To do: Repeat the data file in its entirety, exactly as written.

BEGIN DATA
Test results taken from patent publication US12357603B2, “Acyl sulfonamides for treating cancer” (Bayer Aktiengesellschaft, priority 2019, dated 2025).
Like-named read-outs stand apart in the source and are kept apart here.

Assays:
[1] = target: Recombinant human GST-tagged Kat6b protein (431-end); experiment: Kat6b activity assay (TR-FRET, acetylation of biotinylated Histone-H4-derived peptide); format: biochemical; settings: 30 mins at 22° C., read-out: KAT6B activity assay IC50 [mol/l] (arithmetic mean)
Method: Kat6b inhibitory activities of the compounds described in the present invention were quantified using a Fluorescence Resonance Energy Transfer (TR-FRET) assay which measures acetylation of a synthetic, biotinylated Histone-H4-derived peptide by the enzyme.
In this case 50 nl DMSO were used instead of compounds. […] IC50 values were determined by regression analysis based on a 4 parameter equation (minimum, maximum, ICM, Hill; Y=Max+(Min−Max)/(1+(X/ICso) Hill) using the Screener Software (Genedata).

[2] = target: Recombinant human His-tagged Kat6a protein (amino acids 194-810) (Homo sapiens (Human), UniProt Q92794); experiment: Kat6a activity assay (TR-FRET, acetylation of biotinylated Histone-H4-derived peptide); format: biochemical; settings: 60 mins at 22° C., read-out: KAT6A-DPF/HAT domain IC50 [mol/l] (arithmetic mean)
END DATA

Test results taken from patent publication US12357603B2, “Acyl sulfonamides for treating cancer” (Bayer Aktiengesellschaft, priority 2019, dated 2025).
Like-named read-outs stand apart in the source and are kept apart here.

Assays:
[1] = target: Recombinant human GST-tagged Kat6b protein (431-end); experiment: Kat6b activity assay (TR-FRET, acetylation of biotinylated Histone-H4-derived peptide); format: biochemical; settings: 30 mins at 22° C., read-out: KAT6B activity assay IC50 [mol/l] (arithmetic mean)
Method: Kat6b inhibitory activities of the compounds described in the present invention were quantified using a Fluorescence Resonance Energy Transfer (TR-FRET) assay which measures acetylation of a synthetic, biotinylated Histone-H4-derived peptide by the enzyme.
In this case 50 nl DMSO were used instead of compounds. […] IC50 values were determined by regression analysis based on a 4 parameter equation (minimum, maximum, ICM, Hill; Y=Max+(Min−Max)/(1+(X/ICso) Hill) using the Screener Software (Genedata).

[2] = target: Recombinant human His-tagged Kat6a protein (amino acids 194-810) (Homo sapiens (Human), UniProt Q92794); experiment: Kat6a activity assay (TR-FRET, acetylation of biotinylated Histone-H4-derived peptide); format: biochemical; settings: 60 mins at 22° C., read-out: KAT6A-DPF/HAT domain IC50 [mol/l] (arithmetic mean)